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This article is written for those who want to get better at using price to earnings ratios (P/E ratios). We'll show how you can use Enterprise Bancorp, Inc.'s (NASDAQ:EBTC) P/E ratio to inform your assessment of the investment opportunity. Looking at earnings over the last twelve months, Enterprise Bancorp has a P/E ratio of 11.78. That means that at current prices, buyers pay $11.78 for every $1 in trailing yearly profits.
How Do I Calculate A Price To Earnings Ratio?
The formula for price to earnings is:
Price to Earnings Ratio = Share Price ÷ Earnings per Share (EPS)
Or for Enterprise Bancorp:
P/E of 11.78 = $30.95 ÷ $2.63 (Based on the trailing twelve months to March 2019.)
Is A High Price-to-Earnings Ratio Good?
A higher P/E ratio means that buyers have to pay a higher price for each $1 the company has earned over the last year. That isn't a good or a bad thing on its own, but a high P/E means that buyers have a higher opinion of the business's prospects, relative to stocks with a lower P/E.
Does Enterprise Bancorp Have A Relatively High Or Low P/E For Its Industry?
We can get an indication of market expectations by looking at the P/E ratio. We can see in the image below that the average P/E (12.9) for companies in the banks industry is higher than Enterprise Bancorp's P/E.
This suggests that market participants think Enterprise Bancorp will underperform other companies in its industry. Many investors like to buy stocks when the market is pessimistic about their prospects. It is arguably worth checking if insiders are buying shares, because that might imply they believe the stock is undervalued.
How Growth Rates Impact P/E Ratios
P/E ratios primarily reflect market expectations around earnings growth rates. Earnings growth means that in the future the 'E' will be higher. That means unless the share price increases, the P/E will reduce in a few years. And as that P/E ratio drops, the company will look cheap, unless its share price increases.
Enterprise Bancorp increased earnings per share by a whopping 48% last year. And it has bolstered its earnings per share by 14% per year over the last five years. I'd therefore be a little surprised if its P/E ratio was not relatively high.
A Limitation: P/E Ratios Ignore Debt and Cash In The Bank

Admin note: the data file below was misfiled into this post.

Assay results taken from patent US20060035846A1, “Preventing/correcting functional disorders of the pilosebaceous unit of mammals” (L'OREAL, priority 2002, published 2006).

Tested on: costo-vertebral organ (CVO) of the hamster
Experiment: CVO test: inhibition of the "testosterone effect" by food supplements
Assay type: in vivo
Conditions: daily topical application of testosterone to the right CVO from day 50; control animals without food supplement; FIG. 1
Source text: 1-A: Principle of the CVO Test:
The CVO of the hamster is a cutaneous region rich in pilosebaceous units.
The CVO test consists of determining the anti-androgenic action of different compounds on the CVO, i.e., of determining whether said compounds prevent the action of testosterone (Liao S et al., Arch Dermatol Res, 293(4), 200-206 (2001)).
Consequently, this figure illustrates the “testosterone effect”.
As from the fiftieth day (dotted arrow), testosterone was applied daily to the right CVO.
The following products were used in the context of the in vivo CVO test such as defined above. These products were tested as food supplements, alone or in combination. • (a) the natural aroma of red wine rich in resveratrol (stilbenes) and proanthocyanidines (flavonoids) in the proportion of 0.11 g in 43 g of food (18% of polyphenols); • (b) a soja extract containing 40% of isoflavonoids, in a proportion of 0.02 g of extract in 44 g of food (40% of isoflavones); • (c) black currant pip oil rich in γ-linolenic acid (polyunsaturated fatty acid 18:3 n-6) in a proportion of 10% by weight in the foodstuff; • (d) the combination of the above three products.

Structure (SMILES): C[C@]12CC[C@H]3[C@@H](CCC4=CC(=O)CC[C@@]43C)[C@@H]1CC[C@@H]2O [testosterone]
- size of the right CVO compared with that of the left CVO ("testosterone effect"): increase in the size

The 'Price' in P/E reflects the market capitalization of the company. So it won't reflect the advantage of cash, or disadvantage of debt. Hypothetically, a company could reduce its future P/E ratio by spending its cash (or taking on debt) to achieve higher earnings.
Such expenditure might be good or bad, in the long term, but the point here is that the balance sheet is not reflected by this ratio.
Is Debt Impacting Enterprise Bancorp's P/E?
Enterprise Bancorp has net cash of US$118m. This is fairly high at 33% of its market capitalization. That might mean balance sheet strength is important to the business, but should also help push the P/E a bit higher than it would otherwise be.
The Verdict On Enterprise Bancorp's P/E Ratio
Enterprise Bancorp trades on a P/E ratio of 11.8, which is below the US market average of 18. It grew its EPS nicely over the last year, and the healthy balance sheet implies there is more potential for growth. The below average P/E ratio suggests that market participants don't believe the strong growth will continue.
Investors have an opportunity when market expectations about a stock are wrong. If it is underestimating a company, investors can make money by buying and holding the shares until the market corrects itself. We don't have analyst forecasts, but you might want to assess this data-rich visualization of earnings, revenue and cash flow.
You might be able to find a better buy than Enterprise Bancorp. If you want a selection of possible winners, check out this free list of interesting companies that trade on a P/E below 20 (but have proven they can grow earnings).
We aim to bring you long-term focused research analysis driven by fundamental data. Note that our analysis may not factor in the latest price-sensitive company announcements or qualitative material.
If you spot an error that warrants correction, please contact the editor at firstname.lastname@example.org. This article by Simply Wall St is general in nature. It does not constitute a recommendation to buy or sell any stock, and does not take account of your objectives, or your financial situation. Simply Wall St has no position in the stocks mentioned. Thank you for reading.